Most times we take for granted that our kids, or really just children in general are constantly communicating with us. Often we respond with “oh they’re just cranky” or even frustrated when our kid fusses, “throws a tantrum…” just down right acts out. Not realizing that these truly are the best indicators that you need to pay attention much more closely.
I’ve had the opportunity to work in the field of social work for about 3.5 years now, and it’s been a blessing and a slight curse. From eye opening trainings to reminding myself that I don’t want to be a crazy psycho parent and keep my kid from all the “bad people” in the world – finding a balance has been a challenge and something I deal with as a parent regularly. However, the greatest tool I’ve developed in my profession is this: children are your thermometer. Most times as parents it’s easy to blame your child’s less than favorable behaviors on them, rather than sometimes looking at ourselves or even the environments that they may be in as a factor…just a thought.
Kai has been going to a daycare since he was 10 weeks old, one of the most difficult decisions I’ve made ever. He started off in a home daycare and honestly it was exactly what we both needed. It was a previous coworker of mine that had started a new career venture, and she wasn’t too far away from my job. So as a new mom, still breast feeding, an emotional wreck – it provided the comfort and convenience I needed to help me transition back to work full-time. Kai flourished. He was growing, learning, and absolutely loving the small and intimate setting the daycare provided. As Kai grew I noticed that since the other children with him were younger, he seemed to slow down on development – nothing drastic, but we noticed. So after speaking with our pediatrician, she told us to consider a larger daycare where he could see a wider range of ages and children developing. It was very bittersweet, but as I considered going part-time we figured the transition would work after his first birthday. So on we went to a larger daycare.
Kai’s new class had about 6-8 children and two teachers in the class. We were pretty excited since he would stay on task in learning colors, shapes, even Bible verses. Feeling encouraged at our new care facility and the fact it was closer to home which would work better (since I was taking the brunt of pick up and drop off with Kai and I almost 45 minutes or more away). We started off well, like all things. Then we started seeing the following:
- Kai was much more irritable and attached when home with us (like we were constantly holding him) when before he was very independent and secure when playing near us
- Random scratches and scabs were on him, but no one told us he had them
- Kai constantly had a crusty face – boogers/snot can someone wipe his face?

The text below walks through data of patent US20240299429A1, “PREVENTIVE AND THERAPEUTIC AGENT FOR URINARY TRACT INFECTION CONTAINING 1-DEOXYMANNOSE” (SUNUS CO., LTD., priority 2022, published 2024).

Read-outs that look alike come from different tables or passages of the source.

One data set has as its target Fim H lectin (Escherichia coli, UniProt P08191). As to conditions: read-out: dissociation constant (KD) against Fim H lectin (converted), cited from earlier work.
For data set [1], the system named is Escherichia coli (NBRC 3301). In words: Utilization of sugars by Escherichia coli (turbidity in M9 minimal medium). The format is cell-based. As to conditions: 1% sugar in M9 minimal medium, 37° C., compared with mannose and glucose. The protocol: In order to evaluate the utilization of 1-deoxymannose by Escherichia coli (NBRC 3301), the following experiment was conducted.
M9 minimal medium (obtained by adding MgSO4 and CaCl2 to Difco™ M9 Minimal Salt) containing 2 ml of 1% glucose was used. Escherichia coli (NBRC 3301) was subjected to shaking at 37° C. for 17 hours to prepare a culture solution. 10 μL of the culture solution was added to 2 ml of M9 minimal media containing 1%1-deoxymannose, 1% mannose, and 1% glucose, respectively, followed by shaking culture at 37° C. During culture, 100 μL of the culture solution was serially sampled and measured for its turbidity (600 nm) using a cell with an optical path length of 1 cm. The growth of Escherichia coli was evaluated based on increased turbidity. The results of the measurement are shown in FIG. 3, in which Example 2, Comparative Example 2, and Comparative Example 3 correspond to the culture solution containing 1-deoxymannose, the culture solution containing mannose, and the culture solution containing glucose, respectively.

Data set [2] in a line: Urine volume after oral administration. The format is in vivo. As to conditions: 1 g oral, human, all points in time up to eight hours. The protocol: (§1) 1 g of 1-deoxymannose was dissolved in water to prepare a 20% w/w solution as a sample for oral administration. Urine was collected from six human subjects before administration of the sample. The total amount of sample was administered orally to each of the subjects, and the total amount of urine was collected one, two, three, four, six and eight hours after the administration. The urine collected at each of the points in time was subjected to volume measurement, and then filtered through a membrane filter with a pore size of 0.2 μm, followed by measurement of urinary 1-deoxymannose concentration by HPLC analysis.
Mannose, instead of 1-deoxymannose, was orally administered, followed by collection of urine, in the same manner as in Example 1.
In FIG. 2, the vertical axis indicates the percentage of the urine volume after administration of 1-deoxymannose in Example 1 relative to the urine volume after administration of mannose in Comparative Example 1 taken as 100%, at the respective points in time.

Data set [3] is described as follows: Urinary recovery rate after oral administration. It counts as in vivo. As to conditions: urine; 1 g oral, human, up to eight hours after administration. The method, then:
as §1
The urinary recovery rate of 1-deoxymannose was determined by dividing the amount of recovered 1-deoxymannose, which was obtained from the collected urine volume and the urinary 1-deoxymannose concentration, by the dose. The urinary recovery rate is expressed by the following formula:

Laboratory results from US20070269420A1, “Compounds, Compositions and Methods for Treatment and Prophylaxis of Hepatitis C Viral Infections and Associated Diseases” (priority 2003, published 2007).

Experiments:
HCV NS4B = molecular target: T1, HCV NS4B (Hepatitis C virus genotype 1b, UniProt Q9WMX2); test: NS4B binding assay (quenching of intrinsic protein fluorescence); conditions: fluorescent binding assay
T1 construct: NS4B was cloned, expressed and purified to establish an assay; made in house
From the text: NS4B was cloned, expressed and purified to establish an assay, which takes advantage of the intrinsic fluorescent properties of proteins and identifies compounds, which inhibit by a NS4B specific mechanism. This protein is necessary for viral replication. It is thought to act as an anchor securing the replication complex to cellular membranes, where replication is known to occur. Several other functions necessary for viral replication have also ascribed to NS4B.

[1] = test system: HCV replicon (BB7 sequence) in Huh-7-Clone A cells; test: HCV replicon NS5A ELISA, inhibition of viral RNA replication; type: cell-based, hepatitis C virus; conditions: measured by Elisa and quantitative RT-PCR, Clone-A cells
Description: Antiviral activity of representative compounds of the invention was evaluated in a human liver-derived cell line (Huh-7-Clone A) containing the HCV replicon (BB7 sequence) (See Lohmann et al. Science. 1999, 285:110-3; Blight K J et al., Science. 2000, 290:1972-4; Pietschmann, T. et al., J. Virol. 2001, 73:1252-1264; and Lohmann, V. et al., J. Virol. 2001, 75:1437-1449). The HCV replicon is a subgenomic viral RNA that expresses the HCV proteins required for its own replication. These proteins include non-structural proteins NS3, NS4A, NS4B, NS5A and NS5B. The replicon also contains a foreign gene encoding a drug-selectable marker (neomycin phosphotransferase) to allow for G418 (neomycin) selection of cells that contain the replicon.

- Kai got sick more frequently mainly respiratory viruses like RSV , Croup, random stuff
- Kai became much more aggressive and not just because he couldn’t communicate – kicking, hitting, possessed by something, throwing anything he could find, biting the dogs…poor Oliver
I will preface this that I do know that some of these things are age appropriate especially since Kai is learning how to communicate/express himself… I definitely know my son isn’t a passive child (we’re not passive parents), so pushing and snatching toys is all apart of development. But what isn’t is intentionally picking up toys to throw at you or biting and I see that you’re angry….or screaming and throwing yourself like you’re in the midst of an exorcism… no.
Everything upset him. Kai came home angry and when we dropped him off he would cry and scream as if it was our first day of coming to the facility. When getting sick, he was sick for a week sometimes more than that at a time – he even needed to start using a nebulizer. Kids get sick, germs are everywhere, but something just wasn’t adding up especially when staff kept telling me there were “no reported cases of any sickness.” I’m not saying someone was lying…but someone was lying.
We figured in all adjustments, we just needed to give things some time and with more children we can’t expect Kai to just have one-on-one attention. But then one evening my husband went to pick up Kai and he had a lump on his head and two scratches on his face… not only was the teacher caught off guard that something was even wrong with our son, she couldn’t tell my husband how it happened. Mike spoke to the director briefly and came home done. Lack of supervision is never okay. Kids bust their face all the time, it’s the truth. Our son is rough and bruises even when we least expect it, however, “I don’t know” is never a sufficient answer when something happens, especially in a caretaker role in that type of setting.
We made arrangements and our best couple friends (cause it’s awesome when you’re already friends then you both get married AND you have kids) of ours who we spend time with on regular basis, were willing to watch him during the day. It’s an added bonus that Kai has been growing up with their kids since he was born and they’re all in the same age bracket. Today was his first day and he didn’t even acknowledge me when I dropped him off – well played son…well played. He also wouldn’t stop talking when we picked him up. I’m immensely grateful for her doing this and a hopeful break from the last several months of long mornings and even longer nights.
This is long, I know…but too often we miss the signs our little ones are telling us not because we’re neglectful, but because we don’t even realize they mean something. Will Kai have his days, absolutely – everyone does. Should every day seem like a struggle, no. Something was wrong. Watch your child’s temperament when he/she returns home from being somewhere. Observe how your child interacts with you and even others. If it becomes a pattern, re-evaluate. Don’t just assume…listen. You’ll be glad you did.